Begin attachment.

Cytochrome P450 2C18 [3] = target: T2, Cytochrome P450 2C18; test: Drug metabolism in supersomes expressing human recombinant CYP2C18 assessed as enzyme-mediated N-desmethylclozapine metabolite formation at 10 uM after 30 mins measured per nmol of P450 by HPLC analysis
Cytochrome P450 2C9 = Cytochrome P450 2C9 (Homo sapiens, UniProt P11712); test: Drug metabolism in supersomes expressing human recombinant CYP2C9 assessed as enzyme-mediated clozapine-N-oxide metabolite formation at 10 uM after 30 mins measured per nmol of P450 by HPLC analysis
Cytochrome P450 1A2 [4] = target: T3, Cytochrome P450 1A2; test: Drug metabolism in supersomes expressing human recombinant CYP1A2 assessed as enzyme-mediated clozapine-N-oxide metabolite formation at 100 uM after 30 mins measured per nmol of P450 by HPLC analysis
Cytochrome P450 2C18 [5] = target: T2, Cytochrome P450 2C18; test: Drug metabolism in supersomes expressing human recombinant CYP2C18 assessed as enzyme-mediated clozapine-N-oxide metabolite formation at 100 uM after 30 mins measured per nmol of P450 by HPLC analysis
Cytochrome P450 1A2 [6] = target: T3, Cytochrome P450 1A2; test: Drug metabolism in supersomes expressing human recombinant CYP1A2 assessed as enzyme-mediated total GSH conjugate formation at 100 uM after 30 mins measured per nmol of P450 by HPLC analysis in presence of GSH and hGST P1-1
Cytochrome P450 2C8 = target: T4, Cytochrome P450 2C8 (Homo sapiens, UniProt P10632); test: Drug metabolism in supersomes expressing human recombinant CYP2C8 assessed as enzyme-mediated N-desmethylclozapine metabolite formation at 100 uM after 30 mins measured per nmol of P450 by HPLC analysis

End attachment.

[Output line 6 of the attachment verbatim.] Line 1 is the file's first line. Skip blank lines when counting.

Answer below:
Cytochrome P450 2C8 = target: T4, Cytochrome P450 2C8 (Homo sapiens, UniProt P10632); test: Drug metabolism in supersomes expressing human recombinant CYP2C8 assessed as enzyme-mediated N-desmethylclozapine metabolite formation at 100 uM after 30 mins measured per nmol of P450 by HPLC analysis